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Issue Date:  February 11, 2005

By Lawrence Weschler
Pantheon Books, 412 pages, $25.95
Weschler’s world of wonder yields complex portraits


Lawrence Weschler, who devours novels, admits he could never write fiction. Were he forced to create an imaginary tale, he would not know where to place it, for the world, as he sees it, is packed with stories, “filled to bursting with interconnections, interrelationships, consequences and consequences of consequences.” Tracing those interconnections, “taking any single knot and worrying out the threads” is what his work as a reporter has been about.

We get an impressive sampling of the thoroughness of Weschler’s mind in his 11th book of nonfiction, Vermeer in Bosnia, an eclectic collection of 21 of his essays written over the past two decades. Most are expanded versions of pieces that originally appeared in The New Yorker, where Weschler worked as a staff writer for more than 20 years until his recent retirement. He now serves as the director of the New York Institute for the Humanities at New York University.

The subject of these essays varies greatly. In these pages, Weschler reflects on the value of Bosnian war crimes tribunals and muses on the “wondrous mystery” of his infant daughter’s gaze. He follows the turbulent life of highly acclaimed Polish filmmaker Roman Polanski and recounts the accomplishments of the lesser known craftsman Ed Weinberger, a man gripped with Parkinson’s disease who designs modernist furniture. Weschler profiles the perversely cynical Polish politico Jerzy Urban and records Californian artist Robert Irwin’s wistful reminiscences of his high school days. He examines the legacy of his grandfather, German composer Ernst Toch, and he examines the cast of light in Los Angeles.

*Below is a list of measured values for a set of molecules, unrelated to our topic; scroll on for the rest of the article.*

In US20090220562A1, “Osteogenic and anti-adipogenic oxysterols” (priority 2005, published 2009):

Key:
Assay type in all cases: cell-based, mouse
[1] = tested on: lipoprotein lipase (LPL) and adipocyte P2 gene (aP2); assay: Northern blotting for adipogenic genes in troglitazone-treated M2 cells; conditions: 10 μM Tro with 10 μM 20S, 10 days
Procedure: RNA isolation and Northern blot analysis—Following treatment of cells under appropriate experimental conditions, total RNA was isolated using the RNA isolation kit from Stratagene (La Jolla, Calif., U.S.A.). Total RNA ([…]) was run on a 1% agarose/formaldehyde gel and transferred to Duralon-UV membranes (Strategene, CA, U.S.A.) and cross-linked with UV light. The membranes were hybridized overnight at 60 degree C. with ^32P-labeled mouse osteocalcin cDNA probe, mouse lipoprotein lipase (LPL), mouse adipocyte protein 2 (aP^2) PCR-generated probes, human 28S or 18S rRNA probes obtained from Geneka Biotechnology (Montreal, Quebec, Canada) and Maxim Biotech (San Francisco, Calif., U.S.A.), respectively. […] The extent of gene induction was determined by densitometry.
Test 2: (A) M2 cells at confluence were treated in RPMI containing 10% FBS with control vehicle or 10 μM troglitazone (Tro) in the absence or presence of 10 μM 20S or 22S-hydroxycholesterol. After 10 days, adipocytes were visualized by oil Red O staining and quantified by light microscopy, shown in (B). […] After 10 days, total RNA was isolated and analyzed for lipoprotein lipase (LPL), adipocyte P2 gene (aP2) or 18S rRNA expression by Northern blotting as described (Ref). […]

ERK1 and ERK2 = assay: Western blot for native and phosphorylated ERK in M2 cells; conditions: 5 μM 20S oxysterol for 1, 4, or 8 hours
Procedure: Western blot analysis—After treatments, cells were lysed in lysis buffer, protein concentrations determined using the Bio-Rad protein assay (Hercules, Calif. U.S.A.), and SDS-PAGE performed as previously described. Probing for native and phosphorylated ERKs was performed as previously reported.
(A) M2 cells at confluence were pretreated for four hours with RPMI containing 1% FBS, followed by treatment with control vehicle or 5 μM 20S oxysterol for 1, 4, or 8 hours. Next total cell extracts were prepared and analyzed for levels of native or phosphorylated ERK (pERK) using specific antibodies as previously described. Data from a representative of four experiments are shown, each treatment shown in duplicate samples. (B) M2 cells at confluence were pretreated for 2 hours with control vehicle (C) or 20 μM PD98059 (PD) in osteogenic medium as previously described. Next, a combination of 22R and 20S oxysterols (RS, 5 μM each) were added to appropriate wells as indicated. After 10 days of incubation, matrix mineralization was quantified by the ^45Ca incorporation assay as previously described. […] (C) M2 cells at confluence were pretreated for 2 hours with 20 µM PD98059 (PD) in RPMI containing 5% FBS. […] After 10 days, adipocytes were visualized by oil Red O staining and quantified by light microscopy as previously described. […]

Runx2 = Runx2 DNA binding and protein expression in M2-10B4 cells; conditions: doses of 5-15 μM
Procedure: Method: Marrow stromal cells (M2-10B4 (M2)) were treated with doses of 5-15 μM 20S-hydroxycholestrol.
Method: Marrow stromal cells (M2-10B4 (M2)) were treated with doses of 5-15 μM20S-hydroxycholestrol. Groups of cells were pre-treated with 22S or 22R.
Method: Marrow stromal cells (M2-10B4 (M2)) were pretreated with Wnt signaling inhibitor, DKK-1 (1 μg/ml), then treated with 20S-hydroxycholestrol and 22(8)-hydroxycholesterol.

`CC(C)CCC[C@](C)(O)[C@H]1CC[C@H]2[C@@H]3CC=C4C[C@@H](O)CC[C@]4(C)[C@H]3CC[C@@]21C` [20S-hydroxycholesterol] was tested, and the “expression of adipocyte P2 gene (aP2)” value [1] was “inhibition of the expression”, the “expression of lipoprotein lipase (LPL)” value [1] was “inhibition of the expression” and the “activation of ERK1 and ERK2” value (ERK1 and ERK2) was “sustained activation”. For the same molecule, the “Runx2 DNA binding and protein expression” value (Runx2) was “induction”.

Within these pieces are plots and characters as complex as those found in any novel. There is war and love and parodies of love. People haunted by their pasts and people who rise above it. Taken as a whole, the collection reflects Weschler’s conviction that we were put here on this earth to study the world in all “its ravishing complexity,” to gaze and to marvel.

War is the book’s dominant political tragedy and features prominently in the five essays on the Balkans. Well aware of the atrocities committed during the Bosnian war, Weschler grapples with how we determine who is guilty of these crimes.

He finds one answer to the question in the paintings of Dutch artist Jan Vermeer.

In the autumn of 1995, The New Yorker correspondent is at The Hague observing the preliminary hearings of the Yugoslav War Crimes Tribunal for Dusko Tadic. Considered a “small fish” among Bosnian war criminals, Tadic was nonetheless accused of heinous crimes, some of which are recounted to Weschler by the Italian jurist Antonio Cassese. In addition to various rapes and murders, the Bosnian Serb is “alleged to have supervised the torture and torments of a particular group of Muslim prisoners, at one point forcing one of the charges to emasculate another -- with his teeth. The one fellow died, and the guy who bit him went mad,” Cassese says. Knowing that accounts of atrocities are this judge’s daily fare, the journalist wonders how he keeps from going mad.